Turner Prize Winners (some of them…)

Deepings members talked about a selection of former Turner Prize winners at our latest monthly Art Appreciation meeting by Zoom. As always our investigations into art history brings us in touch with the ideas of unusual men and women who have used their artistic skills to make us think differently. This topic was no different.

The Turner Prize, named after the English painter J. M. W. Turner, is an annual prize presented to a British visual artist.

Rachael Whiteread (1993)

Rachael Whiteread was the FIRST woman to win the Turner Prize at the age of 33 in 1993. She studied art at Slade and Brighton Poly. The winning entry shown above was “The inside out house”. Situated in London’s East End where many houses were being cleared for redevelopment, Whiteread made a concrete cast of the last remaining terraced house (number 93) in Tower Hamlets. The 3-story house was completely excavated of all its internal walls and floors, including the cellar. Then 5cm bonding agent was applied to the inside of the structure followed by 25cm thick of reinforced concrete and steel.

The Inside Out House structure stood for only 11 weeks. It was demolished the same day as the Turner Prize was announced. The structure represented “ordinary life”.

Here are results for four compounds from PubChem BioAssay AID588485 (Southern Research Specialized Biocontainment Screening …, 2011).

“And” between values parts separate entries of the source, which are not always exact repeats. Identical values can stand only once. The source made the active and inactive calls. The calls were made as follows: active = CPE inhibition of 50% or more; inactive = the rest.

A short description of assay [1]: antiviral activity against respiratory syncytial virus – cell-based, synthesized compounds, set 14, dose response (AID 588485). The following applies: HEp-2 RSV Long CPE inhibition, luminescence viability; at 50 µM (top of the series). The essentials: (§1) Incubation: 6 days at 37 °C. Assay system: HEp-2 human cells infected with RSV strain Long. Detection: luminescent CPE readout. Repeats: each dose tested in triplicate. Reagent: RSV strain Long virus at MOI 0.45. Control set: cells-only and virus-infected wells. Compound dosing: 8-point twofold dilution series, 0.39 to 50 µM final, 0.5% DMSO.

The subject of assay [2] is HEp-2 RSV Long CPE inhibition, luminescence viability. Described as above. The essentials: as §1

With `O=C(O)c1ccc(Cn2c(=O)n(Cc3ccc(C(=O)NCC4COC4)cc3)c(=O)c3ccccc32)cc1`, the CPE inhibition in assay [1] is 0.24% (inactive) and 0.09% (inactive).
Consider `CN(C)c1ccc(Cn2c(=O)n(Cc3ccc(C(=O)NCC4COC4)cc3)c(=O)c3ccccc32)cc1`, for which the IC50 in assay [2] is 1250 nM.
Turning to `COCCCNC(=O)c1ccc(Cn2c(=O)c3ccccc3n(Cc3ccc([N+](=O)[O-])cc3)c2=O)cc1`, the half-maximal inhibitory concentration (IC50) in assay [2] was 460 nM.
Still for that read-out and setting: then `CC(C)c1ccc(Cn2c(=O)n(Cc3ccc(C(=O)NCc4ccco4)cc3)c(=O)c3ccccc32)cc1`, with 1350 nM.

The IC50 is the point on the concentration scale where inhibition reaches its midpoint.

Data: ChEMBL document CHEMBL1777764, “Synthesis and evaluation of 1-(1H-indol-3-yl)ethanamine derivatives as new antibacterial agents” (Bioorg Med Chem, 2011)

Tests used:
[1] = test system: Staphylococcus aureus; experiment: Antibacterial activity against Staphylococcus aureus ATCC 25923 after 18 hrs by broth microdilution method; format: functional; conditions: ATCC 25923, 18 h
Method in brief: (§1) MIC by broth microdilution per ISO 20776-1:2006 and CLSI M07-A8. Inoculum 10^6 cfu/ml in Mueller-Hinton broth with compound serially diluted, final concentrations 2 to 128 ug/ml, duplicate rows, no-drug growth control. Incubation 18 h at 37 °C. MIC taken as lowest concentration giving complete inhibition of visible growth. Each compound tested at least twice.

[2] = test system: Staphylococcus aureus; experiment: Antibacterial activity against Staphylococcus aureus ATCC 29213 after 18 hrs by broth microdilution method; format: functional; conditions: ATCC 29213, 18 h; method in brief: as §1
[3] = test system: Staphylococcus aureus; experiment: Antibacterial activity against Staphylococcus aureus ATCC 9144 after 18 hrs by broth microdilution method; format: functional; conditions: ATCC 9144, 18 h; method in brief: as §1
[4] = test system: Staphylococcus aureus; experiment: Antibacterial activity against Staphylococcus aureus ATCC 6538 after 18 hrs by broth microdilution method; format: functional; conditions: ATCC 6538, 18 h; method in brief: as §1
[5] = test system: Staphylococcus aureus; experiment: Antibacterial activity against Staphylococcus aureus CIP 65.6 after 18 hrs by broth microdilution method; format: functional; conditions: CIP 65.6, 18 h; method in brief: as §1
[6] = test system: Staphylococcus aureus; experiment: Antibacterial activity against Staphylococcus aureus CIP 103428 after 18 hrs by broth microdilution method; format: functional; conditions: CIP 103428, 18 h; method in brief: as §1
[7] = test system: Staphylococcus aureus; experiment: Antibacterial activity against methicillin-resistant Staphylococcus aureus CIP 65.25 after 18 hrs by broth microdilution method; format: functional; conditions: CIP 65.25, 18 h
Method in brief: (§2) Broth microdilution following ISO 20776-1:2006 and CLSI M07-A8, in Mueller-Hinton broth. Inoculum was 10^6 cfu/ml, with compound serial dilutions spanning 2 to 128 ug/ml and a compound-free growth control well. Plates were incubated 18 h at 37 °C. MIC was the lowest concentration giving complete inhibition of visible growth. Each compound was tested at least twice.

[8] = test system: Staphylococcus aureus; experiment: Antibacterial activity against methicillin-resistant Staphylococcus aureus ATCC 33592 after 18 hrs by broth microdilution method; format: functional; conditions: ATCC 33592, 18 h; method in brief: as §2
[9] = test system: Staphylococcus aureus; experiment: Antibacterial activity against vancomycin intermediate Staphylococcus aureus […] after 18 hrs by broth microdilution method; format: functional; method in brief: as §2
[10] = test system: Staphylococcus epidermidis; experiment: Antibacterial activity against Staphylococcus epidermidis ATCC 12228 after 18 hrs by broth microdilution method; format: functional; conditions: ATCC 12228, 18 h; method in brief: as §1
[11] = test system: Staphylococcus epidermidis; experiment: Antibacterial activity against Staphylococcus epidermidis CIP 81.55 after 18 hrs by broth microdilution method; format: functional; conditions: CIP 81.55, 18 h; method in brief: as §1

Lubaina Himid (2017)

Himid’s won with a collection of her widely-acclaimed trio of shows: solo exhibitions Navigation Charts at Spike Island, Bristol and Invisible Strategies at Modern Art Oxford, alongside her participation in the group exhibition The Place is Here at Nottingham Contemporary. It was displayed in Ferens Art Gallery during the Kingston Upon Hull year of culture in 2017.




Her art focuses on themes of cultural history and reclaiming identities.

Cornelia Parker (1997)

Parker’s entry was “Cold Dark Matter”. She got the British army to explode an actual garden shed and all it’s contents. She reassembled each fragment hanging from invisible threads in a white room with lighting that cast shadows on all surfaces.

The installation was suspended from the ceiling as if held mid-explosion. Lit by a single lightbulb the fragments cast dramatic shadows on the gallery’s walls.

Cold Dark Matter can be seen as a domestic scale Big Bang. The work is also about violence: the violence that exists around us in the world but also violence as part of the creative process.